SunPower (NASDAQ: SPWR) has found its Q1 losses greatly reduced from the same period a year ago.
The solar company reported a net loss of $54.7 million in the first months of 2013 compared to $74.5 million in 2012. Sales were distinctly more optimistic; total sales were at $635.4 million, well ahead of SunPower’s expectation back in February of $450-$525 million.
Solar leasing has been kind to SunPower. Right now, demand for the company’s residential solar leasing program is so steep that the company actually doesn’t have the money to keep financing it so rapidly.
“Our residential lease business remains strong, with demand outstripping our financial capacity in the first quarter,” said Tom Werner, SunPower’s CEO, during a call with analysts to discuss quarterly earnings.
In terms of hard numbers, Q1 saw around 2,100 leases signed. That brings the company to an average of 2,800 per quarter and a total of 16,200 since the launch of the leasing program, which has clearly proven a hit with forward-thinking homeowners.
SunPower’s Solar Lease
The way it works is customers sign a 20-year lease. The rent is paid monthly in exchange for use of the solar equipment that SunPower installs on the house’s roof. The company takes ownership and oversees all maintenance operations.
All of this is financed through capital that SunPower raises from investors as well as an ongoing federal incentive, as GigaOm reports.
This system greatly eases the startup burden on homeowners who’d like to invest in a solar power system for their house but cannot deal with the high upfront costs. The rental makes it a lot easier to enter the solar market without shouldering the total costs.
Right now, SunPower is also working on two massive solar projects in California. The California Valley Solar Ranch will be a 250 megawatt plant, and nearly 90 percent of solar panel installation is already complete.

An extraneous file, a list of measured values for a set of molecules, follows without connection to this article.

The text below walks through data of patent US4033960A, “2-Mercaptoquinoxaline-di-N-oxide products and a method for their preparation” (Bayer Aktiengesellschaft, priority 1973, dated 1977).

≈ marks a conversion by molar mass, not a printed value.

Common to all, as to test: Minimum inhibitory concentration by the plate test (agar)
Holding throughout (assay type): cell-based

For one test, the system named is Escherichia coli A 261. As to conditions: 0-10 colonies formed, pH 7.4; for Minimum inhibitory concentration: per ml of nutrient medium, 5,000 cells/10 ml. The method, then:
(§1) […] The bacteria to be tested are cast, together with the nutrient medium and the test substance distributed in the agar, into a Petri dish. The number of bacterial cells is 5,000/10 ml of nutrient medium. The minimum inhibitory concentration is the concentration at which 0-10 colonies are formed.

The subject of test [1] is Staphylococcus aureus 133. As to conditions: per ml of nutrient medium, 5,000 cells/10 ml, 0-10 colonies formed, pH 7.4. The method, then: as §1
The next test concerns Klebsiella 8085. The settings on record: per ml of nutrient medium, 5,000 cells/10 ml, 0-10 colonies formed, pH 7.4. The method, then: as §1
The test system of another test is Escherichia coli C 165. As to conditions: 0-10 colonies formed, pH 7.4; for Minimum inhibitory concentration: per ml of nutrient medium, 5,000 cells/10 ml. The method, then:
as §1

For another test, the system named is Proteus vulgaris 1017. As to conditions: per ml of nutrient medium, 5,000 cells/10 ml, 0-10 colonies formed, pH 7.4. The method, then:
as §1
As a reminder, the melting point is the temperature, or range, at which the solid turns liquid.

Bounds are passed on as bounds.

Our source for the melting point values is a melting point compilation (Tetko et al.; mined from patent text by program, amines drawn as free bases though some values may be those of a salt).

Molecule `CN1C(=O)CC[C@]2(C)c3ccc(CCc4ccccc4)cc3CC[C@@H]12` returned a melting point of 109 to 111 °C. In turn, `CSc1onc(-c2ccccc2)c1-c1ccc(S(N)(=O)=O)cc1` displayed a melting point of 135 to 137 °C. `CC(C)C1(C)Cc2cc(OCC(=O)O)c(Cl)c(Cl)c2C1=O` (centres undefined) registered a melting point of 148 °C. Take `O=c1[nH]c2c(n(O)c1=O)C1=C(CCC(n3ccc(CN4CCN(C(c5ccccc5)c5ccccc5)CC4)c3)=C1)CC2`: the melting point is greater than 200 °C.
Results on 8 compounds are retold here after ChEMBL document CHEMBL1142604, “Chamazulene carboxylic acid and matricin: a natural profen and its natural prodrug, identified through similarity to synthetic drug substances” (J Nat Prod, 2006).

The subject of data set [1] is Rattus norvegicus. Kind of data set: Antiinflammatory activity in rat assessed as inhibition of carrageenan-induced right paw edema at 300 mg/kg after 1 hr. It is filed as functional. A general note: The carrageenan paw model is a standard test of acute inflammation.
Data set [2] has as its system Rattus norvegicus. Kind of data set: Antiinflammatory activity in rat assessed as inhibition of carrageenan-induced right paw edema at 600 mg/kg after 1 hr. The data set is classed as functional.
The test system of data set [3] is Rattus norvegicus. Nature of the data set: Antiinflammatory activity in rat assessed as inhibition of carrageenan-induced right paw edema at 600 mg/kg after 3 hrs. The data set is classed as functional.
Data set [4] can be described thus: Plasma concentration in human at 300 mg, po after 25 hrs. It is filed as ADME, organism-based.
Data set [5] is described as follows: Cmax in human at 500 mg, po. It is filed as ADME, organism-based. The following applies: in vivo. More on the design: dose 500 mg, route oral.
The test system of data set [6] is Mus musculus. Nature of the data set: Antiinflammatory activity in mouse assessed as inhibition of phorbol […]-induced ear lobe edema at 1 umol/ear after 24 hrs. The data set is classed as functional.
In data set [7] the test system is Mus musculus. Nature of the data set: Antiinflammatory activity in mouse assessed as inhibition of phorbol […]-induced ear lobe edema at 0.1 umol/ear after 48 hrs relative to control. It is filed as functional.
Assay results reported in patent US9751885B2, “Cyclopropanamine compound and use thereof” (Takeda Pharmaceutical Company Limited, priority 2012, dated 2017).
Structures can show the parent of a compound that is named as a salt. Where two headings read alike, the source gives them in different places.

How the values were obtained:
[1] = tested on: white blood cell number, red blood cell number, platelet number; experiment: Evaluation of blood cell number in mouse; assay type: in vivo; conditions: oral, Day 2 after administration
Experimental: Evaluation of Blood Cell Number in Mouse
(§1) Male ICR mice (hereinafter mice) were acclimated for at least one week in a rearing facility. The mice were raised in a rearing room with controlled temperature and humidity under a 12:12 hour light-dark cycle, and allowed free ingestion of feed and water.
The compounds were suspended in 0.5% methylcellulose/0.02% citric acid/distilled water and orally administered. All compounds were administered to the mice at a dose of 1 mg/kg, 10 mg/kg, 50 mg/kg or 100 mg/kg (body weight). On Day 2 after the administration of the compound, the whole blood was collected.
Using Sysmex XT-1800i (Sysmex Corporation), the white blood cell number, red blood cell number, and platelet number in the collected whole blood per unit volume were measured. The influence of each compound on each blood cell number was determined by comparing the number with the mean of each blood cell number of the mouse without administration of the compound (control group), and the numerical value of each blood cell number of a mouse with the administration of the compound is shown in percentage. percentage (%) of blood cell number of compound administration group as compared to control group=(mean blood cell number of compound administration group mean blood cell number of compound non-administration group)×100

Two other plants totaling 579 megawatts—called the Antelope Valley Solar Projects—are also underway. These are owned by MidAmerican Solar.
Despite the recent crash in the solar panel market, it’s the leasing program that has really come to SunPower’s aid. The company had to reduce production of solar panels in efforts to save on costs as that market cratered due to massive oversupply.
Solar Leasing Trends
SolarCity has a deal with the U.S. Department of Defense for installations of 300 megawatts on military housing—worth roughly $1 billion. What’s more attractive is the types who invested in SolarCity—Tesla Motors’ (NASDAQ: TSLA) Elon Musk is a company chairman.
Yet another operator is Sunvest Solar, a company that’s running solar leasing operations in the St. Louis area. What with a 30 percent federal credit, utility rebates, and an endless list of would-be solar converts hoping to lease solar equipment, leasing and installations has suddenly become a far hotter market than solar panels manufacturing.
Now that the solar panels market is clearly undergoing a contraction and is in a consolidating period, it’s become clear that the big thing is solar leasing and installations. SunPower, SolarCity, Sunvest, and comparable companies are making a killing off it, and it’s actually benefiting both the solar makers and the solar buyers.
Just imagine all the benefits of solar power without the high costs. And the makers, too, stand to benefit from strong credits and other financial incentives. Everybody wins—at least for the foreseeable future.
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